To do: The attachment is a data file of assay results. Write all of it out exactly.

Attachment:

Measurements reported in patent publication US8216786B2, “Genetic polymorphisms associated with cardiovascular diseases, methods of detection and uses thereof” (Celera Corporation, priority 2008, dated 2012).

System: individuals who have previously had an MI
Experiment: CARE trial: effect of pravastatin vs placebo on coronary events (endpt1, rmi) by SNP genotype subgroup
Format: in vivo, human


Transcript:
Measurements reported in patent publication US8216786B2, “Genetic polymorphisms associated with cardiovascular diseases, methods of detection and uses thereof” (Celera Corporation, priority 2008, dated 2012).

System: individuals who have previously had an MI
Experiment: CARE trial: effect of pravastatin vs placebo on coronary events (endpt1, rmi) by SNP genotype subgroup
Format: in vivo, human